Epping North: By 2036 the number of people estimated to be living in Epping North will be about 51,500 – an increase of about 34,500 over the 2015 figure of about 20,000 with the median age increasing over the same period from 29 years to 36 years. There will be considerably more residents aged 60 plus with an increase of 5,938 residents between 2015 and 2036.


Epping: In 2015, approx. 295 children were born (nearly 6 births per week). By 2035, this is expected to increase to 369 births per year (around 7 births per week).

Epping North: In 2015, there was approx 484 births (nine births per week on average) – a figure estimated to almost double by 2036 to 16 births per week on average (868 births for the year).


Epping: Around 40 per cent of people speak a language other than English at home. Currently the most common languages spoken are Macedonian, Italian and Arabic. Most common countries-of-birth other than Australia are India, the former Yugoslav Republic of Macedonia and Italy. Epping has the second largest proportion of residents who identify as Aboriginal or Torres Strait Islander compared with other areas in the municipality (behind Whittlesea Township).

Epping North: About 57 per cent of the population speak a language other than English. In 2015 the most common country-of-birth other than Australia includes India, the Former Yugoslav Republic of Macedonia and Sri Lanka while the most common languages spoken other than English are Macedonian, Italian, Punjabi, and Arabic.

Families and households

Epping: The average household size of 2.7 people in 2015 is expected to remain the same in 2035. There are approximately 6,770 dwellings in 2015. This is expected to increase to 8,800 dwellings by 2035. About 15 per cent are single parent households and the number of 1-person households is expected to increase by about 600 by 2035 (or 51.3 per cent).

Epping North: In 2015, there are approximately 6,600 dwellings, which is expected to increase to 17,700 dwellings by 2036. Just over half of the households consist of couples with children.


Epping: There are more residents working in the manufacturing and the retail trade industries compared with any other industry. There are more clerical and administrative workers in Epping than any other occupation (16.8 per cent).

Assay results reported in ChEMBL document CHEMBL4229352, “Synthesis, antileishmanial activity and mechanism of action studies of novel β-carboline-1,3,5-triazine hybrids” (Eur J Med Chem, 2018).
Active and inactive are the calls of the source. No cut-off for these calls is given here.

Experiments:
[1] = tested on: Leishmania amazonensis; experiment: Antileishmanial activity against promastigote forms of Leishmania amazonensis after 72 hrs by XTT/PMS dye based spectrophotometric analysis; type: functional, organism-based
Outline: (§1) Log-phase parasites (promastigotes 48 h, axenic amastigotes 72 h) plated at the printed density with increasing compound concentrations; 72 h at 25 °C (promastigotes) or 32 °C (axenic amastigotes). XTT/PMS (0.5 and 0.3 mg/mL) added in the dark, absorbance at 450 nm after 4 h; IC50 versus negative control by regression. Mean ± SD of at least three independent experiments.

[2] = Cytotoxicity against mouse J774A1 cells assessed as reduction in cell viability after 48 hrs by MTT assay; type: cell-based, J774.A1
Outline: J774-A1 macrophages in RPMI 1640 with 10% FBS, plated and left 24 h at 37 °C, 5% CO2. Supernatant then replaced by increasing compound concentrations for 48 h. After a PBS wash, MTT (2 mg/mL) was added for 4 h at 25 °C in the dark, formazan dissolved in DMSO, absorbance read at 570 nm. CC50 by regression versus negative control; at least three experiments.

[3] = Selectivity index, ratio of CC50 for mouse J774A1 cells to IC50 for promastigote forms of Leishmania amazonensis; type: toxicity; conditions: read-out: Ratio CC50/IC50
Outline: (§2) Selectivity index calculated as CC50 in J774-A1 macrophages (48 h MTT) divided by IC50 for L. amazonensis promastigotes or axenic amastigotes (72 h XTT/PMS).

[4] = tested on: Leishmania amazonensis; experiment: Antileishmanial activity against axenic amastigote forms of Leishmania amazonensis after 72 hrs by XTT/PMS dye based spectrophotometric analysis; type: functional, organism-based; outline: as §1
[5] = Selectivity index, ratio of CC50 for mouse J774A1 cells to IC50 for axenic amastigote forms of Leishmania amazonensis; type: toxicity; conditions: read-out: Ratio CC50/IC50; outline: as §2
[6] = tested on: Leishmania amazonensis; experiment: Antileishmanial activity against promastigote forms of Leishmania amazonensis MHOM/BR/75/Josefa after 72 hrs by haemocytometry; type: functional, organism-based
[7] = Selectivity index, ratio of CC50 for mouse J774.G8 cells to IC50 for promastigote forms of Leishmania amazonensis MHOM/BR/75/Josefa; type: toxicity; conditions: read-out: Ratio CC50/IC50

Epping North: There are more professionals (17 per cent) and clerical/administrative (16 per cent) workers than any other occupations. The most common industries of employment are manufacturing (15 per cent) and health care and social assistance (12 per cent).


Epping: There are a similar number of residents (15.7 per cent) attending school (primary, secondary and kindergarten) compared with the broader population of Greater Melbourne.

Epping North: There are slightly more children attending kindergarten (2.2 per cent) and primary school (9 per cent) compared with the population of Greater Melbourne (1.7 per cent and 7.6 per cent). 48 per cent of residents have a tertiary or vocational qualification.

Travelling in and out

Epping: Over half of households have access to 2 or more motor vehicles and more than two thirds of residents drive a car to their place of work.

Epping north: about 66 per cent of households have access to 2 or more motor vehicles and 68 per cent of residents drive a car to their place of work.

Advocacy priorities for Epping & Epping North

• Childs Road duplication
Childs Road is the major east-west arterial road linking Mill Park and Epping. It is a duplicated 4-lane divided road from Plenty Road to Dalton Road, except for the section across the E6 reservation and the Darebin Creek.

This part of the road becomes a 2-lane road. As a result of the current intersection design and narrow bridge, traffic flow is unpredictable during peak periods. Duplicating the 850m section of Childs Road and providing a new bridge across the Darebin Creek will provide a continuous 4-lane divided road between Plenty Road in Mill Park and Dalton Road in Epping and remove the unsafe footpath and the traffic bottleneck.

• Northern Hospital expansion
There is a critical need to expand the Northern Hospital to adequately service the growing population in the City of Whittlesea and Melbourne’s north. The Northern is the only public hospital in the northern growth corridor. Council is advocating for additional beds and Royal Children’s Hospital paediatric services.

• Hume Freeway Interchange at O’Herns Road and Edgars Road extension

• Rail extension to Epping North and Wollert – more info

• Duplicate Epping Road – more info

• Epping Central – more info

• Information, learning and cultural hub
Council is seeking state government funding for an information, learning and cultural hub. The hub aims to deliver education and community services, including lifelong learning and community development, and community infrastructure for the existing and growing community in Melbourne’s north, to help build community resilience, and support community networking, employment, educational opportunities and economic development.